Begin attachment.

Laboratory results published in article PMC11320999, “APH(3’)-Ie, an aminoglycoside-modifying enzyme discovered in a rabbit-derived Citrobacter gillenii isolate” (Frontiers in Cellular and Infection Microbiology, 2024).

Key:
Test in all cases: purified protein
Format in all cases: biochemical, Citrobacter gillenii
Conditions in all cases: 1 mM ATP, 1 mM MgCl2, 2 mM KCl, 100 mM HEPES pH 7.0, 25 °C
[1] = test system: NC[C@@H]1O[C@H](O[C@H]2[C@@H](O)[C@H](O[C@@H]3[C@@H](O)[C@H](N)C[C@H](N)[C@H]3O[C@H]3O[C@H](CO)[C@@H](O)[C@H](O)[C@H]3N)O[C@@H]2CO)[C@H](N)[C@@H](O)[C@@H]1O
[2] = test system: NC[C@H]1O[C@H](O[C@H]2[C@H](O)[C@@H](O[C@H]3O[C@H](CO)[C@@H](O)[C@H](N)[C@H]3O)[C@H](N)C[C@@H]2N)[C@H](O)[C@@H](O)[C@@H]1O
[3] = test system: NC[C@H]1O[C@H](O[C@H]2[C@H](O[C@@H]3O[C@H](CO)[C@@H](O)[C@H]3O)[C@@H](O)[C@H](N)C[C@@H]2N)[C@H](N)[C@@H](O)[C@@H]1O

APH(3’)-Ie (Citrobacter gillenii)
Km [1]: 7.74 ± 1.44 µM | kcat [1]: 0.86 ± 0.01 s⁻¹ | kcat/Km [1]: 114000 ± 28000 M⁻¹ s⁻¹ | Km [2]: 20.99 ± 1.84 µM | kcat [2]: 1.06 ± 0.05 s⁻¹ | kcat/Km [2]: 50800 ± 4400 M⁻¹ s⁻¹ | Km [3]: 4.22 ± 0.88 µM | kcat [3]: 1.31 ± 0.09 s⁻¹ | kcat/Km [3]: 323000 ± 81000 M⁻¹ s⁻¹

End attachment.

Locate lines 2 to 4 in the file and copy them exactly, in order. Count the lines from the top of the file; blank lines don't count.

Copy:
Key:
Test in all cases: purified protein
Format in all cases: biochemical, Citrobacter gillenii